Currently the world's most profitable toy company, the minifig-making Danish firm Lego should be as upbeat as the theme song to its recent movie. But as the company continues to pump out 60 billion plastic bricks every year, a look at its sustainability initiatives has revealed some hard truths. Despite opening wind farms to offset energy use and packaging its products in FSC-certified cardboard, most of the company's environmental impact comes from the extracting the petroleum that forms the basis of every brick, according to Fast Company. The company's solution, announced last week, is to take oil out of its supply chain by making a massive investment in materials research.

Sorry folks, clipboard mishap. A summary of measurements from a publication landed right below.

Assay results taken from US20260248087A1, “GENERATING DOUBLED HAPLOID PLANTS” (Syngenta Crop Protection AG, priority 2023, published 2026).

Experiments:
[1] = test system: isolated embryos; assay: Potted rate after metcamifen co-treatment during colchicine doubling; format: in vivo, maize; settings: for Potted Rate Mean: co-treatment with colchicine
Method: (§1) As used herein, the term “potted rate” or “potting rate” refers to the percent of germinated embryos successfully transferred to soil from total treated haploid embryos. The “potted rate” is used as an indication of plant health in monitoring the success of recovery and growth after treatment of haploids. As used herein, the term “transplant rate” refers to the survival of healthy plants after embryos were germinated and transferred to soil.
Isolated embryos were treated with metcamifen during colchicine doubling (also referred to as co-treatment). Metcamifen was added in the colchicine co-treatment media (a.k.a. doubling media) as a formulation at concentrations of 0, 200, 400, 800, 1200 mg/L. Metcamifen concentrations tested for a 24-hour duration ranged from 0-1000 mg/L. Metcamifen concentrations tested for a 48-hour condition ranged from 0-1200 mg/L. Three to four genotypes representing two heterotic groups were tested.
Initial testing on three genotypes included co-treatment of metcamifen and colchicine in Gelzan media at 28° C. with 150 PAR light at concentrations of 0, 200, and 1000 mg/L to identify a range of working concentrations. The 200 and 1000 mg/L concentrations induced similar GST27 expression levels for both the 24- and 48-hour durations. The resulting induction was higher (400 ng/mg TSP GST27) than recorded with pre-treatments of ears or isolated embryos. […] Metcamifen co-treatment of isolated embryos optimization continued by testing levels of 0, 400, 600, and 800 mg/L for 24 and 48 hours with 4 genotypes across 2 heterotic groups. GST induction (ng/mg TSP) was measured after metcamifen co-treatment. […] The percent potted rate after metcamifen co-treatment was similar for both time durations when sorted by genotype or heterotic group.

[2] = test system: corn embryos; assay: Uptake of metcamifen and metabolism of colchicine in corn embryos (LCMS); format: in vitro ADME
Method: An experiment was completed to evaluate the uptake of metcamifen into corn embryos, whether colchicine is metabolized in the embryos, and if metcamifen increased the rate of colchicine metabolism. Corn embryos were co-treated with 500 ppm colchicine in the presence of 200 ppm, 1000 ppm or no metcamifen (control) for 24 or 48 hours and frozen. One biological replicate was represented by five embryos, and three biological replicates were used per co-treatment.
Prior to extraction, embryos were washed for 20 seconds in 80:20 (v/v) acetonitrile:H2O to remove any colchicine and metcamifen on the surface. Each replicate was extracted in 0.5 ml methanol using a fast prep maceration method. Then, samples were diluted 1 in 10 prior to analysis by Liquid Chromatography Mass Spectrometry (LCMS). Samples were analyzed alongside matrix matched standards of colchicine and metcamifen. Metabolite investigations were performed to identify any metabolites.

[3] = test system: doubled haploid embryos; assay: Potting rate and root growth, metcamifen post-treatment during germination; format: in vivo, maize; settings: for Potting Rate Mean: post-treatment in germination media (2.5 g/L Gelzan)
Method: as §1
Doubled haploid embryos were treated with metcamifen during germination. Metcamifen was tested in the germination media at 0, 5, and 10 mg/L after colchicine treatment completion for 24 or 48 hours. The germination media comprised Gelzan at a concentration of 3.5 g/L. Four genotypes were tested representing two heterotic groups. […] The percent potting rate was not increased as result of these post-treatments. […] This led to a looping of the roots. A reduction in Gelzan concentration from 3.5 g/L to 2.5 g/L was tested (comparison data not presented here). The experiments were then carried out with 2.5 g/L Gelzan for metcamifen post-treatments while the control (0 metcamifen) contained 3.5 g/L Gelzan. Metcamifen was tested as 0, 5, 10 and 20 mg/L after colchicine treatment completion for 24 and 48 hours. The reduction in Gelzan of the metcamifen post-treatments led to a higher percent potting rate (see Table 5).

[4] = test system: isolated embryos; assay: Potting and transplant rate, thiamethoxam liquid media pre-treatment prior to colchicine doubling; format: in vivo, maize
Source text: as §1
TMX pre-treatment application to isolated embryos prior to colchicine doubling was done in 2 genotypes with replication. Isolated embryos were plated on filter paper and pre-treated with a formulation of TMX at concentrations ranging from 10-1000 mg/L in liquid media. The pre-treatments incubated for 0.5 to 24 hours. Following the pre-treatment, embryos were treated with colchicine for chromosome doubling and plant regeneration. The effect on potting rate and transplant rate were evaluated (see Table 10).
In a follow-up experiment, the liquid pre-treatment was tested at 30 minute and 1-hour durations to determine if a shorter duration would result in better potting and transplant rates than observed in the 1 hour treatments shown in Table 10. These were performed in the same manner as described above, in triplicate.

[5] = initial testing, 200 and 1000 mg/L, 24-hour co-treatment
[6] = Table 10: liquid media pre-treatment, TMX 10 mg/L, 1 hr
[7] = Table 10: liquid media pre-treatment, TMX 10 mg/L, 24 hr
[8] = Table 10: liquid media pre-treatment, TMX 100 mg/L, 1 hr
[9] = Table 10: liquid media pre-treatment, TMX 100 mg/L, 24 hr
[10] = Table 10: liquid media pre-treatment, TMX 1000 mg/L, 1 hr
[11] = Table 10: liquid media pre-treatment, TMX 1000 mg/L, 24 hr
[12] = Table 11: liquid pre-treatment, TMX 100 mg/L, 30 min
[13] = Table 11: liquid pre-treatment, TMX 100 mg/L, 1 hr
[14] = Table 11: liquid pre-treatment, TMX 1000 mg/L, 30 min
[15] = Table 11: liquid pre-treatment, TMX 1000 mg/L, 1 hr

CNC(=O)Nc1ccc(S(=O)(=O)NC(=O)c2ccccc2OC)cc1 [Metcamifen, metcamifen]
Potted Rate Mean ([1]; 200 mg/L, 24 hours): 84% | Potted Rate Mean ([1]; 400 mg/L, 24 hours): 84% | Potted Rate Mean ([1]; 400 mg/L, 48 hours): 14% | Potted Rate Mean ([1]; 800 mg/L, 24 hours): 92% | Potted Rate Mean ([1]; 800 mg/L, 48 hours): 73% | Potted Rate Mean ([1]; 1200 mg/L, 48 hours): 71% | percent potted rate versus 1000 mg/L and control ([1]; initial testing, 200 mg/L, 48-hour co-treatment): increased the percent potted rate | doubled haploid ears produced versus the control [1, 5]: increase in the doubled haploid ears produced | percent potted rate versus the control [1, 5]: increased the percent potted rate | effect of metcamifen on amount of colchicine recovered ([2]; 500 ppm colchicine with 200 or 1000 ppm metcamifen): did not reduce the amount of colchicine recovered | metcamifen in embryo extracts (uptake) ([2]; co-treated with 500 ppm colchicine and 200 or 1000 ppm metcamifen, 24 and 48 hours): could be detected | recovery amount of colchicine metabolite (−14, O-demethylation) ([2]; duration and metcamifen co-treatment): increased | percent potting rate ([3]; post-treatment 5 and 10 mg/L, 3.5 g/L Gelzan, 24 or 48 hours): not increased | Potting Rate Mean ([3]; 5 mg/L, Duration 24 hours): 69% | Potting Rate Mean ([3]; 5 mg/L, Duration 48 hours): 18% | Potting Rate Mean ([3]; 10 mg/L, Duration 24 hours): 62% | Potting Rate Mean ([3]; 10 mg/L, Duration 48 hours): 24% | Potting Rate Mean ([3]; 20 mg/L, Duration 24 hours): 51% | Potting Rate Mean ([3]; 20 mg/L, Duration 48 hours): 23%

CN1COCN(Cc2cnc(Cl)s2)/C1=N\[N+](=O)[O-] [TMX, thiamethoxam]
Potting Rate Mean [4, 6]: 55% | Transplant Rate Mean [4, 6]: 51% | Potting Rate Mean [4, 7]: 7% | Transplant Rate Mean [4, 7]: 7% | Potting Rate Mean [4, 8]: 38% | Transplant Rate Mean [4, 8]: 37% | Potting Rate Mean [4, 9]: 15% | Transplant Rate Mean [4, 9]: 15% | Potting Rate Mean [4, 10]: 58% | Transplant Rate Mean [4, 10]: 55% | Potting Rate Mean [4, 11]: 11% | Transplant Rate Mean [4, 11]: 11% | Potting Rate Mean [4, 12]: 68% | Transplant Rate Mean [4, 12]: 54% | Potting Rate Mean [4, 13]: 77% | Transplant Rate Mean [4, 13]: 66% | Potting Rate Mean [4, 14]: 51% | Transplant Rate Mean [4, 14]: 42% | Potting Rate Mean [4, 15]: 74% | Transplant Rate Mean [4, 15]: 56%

In order to accomplish its goal of finding an alternative plastic by 2030 that doesn't sacrifice the look and feel of its product, Lego is spending the equivalent of $150 million to hire 100 new employees and open a sustainable materials research center next year. Poised to collaborate with researched and academics around the world, the effort will look at a variety of options, including bio-plastic. While Lego's footprint may be relatively small in the grand scheme of the plastics industry, a high-profile sustainability effort may compel others to follow.
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